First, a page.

Guidelines for Numerically Modeling Co- and Counter-current Spontaneous Imbibition


We present guidelines for accurately simulating both co- and counter-current spontaneous imbibition (SI) phenomenon in 1D systems. We first consider several cases for this study, which involve strongly water-wet, weakly water-wet and mixed-wet wettability states, to simulate co- and counter-current SI in an oil–water system. We create two separate 1D models on a numerical simulator to simulate and obtain saturation profiles for the different cases. We then match simulation results with saturation profiles obtained through the capillary dominated flow semi-analytical solution proposed by Schmid et al. (Water Resour Res 47(2), 2011, SPE J 21:2–308, 2016). The numerical study evaluates the effect of model orientation and co-ordinate system on the saturation profiles. Moreover, we perform grid sensitivity analysis to choose the optimal number of grid cells, as well as the optimal time steps for the model. We find that capturing 0.25% of core volume in each grid cell is sufficient to numerically model an SI experiment within the acceptable margin of error of 5%. Simulations are performed for 23 different cases based on the SI mode, wettability and mobility ratios. The simulation results in saturation profiles have a mean absolute percentage error from the profile obtained from the semi-analytical solution between 0.14 and 5.41% for counter-current SI for the different wettability states. For most wettability states for the co-current SI, however, we do not get a close match, indicating that the semi-analytical solution does not hold for co-current SI. The paper lists some useful guidelines for simulating SI phenomenon, such as selecting the optimum number of grid cells for the SI model and accounting for capillary backpressure, which could be extended to be applied for simulating coreflooding experiments. This paper also discusses current limitations of the semi-analytical solution. These calibration and sensitivity studies can significantly improve the accuracy of the simulation results.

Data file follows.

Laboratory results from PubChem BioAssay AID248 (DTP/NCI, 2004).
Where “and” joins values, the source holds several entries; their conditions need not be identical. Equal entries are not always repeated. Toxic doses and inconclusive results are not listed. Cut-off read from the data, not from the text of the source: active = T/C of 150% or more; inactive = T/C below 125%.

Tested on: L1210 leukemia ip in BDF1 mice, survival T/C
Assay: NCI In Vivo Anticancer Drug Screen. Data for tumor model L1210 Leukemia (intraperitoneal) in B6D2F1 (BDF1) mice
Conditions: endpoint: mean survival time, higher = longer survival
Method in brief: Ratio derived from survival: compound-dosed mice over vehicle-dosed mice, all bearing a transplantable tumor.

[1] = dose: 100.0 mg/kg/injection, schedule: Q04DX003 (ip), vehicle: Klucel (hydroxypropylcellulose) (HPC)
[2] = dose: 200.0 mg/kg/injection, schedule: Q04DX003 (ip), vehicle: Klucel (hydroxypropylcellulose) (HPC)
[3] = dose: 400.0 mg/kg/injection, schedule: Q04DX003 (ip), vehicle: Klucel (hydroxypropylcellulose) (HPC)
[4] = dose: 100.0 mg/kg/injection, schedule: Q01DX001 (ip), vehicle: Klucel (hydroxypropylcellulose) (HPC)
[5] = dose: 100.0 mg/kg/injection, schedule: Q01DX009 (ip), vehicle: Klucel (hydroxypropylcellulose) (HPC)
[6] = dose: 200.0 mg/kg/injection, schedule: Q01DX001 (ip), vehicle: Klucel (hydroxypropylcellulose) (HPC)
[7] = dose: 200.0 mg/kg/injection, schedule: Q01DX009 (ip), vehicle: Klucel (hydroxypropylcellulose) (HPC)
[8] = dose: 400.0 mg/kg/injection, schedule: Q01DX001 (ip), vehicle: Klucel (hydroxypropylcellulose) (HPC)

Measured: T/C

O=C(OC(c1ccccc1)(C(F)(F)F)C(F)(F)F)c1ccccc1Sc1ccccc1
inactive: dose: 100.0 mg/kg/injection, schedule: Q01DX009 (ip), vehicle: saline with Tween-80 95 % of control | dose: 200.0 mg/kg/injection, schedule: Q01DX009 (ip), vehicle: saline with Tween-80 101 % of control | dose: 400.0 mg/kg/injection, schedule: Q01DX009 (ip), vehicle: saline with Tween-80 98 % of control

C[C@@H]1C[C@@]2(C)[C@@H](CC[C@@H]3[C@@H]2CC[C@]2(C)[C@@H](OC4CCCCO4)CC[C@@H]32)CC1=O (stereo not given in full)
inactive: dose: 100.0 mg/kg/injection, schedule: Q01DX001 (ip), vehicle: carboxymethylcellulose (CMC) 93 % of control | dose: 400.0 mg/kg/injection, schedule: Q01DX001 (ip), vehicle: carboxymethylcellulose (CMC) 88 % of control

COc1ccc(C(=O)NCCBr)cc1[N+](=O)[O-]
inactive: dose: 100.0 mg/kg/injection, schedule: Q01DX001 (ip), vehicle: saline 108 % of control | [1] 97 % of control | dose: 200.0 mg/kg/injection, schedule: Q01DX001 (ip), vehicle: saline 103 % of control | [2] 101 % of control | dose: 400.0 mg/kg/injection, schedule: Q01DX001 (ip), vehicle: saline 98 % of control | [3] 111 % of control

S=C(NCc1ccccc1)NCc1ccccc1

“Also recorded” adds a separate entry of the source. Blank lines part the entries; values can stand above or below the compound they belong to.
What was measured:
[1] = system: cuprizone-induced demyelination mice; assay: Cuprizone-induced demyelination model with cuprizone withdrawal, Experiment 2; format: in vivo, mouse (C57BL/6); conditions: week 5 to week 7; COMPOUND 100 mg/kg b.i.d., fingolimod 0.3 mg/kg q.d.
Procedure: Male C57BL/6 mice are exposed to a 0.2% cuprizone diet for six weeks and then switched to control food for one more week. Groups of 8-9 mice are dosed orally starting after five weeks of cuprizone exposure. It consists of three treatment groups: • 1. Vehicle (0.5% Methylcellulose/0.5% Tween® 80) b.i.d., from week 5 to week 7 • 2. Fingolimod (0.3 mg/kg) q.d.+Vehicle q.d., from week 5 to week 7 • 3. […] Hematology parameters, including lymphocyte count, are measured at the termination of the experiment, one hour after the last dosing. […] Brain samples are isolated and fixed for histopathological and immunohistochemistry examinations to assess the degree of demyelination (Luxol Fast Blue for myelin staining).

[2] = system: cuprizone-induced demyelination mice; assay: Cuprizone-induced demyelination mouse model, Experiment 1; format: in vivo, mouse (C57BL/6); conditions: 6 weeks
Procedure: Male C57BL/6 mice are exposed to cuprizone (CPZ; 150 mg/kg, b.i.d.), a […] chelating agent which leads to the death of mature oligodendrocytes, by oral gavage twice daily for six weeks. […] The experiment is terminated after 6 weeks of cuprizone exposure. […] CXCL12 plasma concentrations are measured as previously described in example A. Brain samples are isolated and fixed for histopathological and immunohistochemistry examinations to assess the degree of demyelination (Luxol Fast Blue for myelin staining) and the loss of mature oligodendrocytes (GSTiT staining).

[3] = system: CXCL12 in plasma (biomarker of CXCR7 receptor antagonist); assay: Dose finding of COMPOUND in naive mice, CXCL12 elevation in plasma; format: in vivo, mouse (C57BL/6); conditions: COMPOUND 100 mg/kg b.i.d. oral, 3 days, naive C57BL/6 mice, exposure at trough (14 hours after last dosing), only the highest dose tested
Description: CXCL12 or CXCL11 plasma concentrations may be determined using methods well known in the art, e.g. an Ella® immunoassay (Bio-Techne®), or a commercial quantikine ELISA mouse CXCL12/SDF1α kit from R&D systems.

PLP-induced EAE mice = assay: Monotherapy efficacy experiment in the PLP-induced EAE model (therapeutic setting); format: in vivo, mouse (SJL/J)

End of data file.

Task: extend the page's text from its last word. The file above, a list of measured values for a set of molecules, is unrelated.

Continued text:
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  1. 1.


F :

Capillary dominated fractional flow


First derivative of F


Second derivative of F

f :

Buckley–Leverett fractional flow

ɸ :


C :

Imbibition constant (m/√s)

D :

Capillary dispersion coefficient (m2/s)

k :

Permeability (m2)

λ w :

Water mobility (1/Pa s)

λ o :

Oil mobility (1/Pa s)

λ t :

Total mobility (1/Pa s)

dP c /dx :

Capillary pressure gradient (Pa/m)

q w :

Water flow rate (m3/s)

q o :

Oil flow rate (m3/s)

k rw :

Water relative permeability

k ro :

Oil relative permeability

k rw max :

Maximum water relative permeability

k ro max :

Maximum oil relative permeability

S w :

Water saturation

S *w :

Water saturation when capillary pressure is zero

S o :

Oil saturation

S wi :

Initial water saturation

S or :

Residual oil saturation

P c :

Capillary pressure (Pa)


Recovery factor

P c :

Capillary pressure (Pa)

P entry :

Entry capillary pressure (Pa)

P cb :

Capillary back pressure (Pa)

n :

Wetting phase exponent

m :

Non-wetting phase exponent

l :

Capillary pressure exponent

A t :

Actual value

F t :

Forecast value

n i :

Total number of data points

t :

Time (s)

x :

Distance in the core (m)

ω :

Scaling factor (m/√s)


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We would like to thank Texas A&M University at Qatar for funding this project. In addition, we would like to thank Prof. Martin J. Blunt for his insightful comments and suggestions.

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Correspondence to Nayef Alyafei.

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Khan, A.S., Siddiqui, A.R., Abd, A.S. et al. Guidelines for Numerically Modeling Co- and Counter-current Spontaneous Imbibition. Transp Porous Med 124, 743–766 (2018).

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  • Spontaneous imbibition
  • Capillary dominated flow
  • Numerical simulation
  • Semi-analytical solution
  • Wettability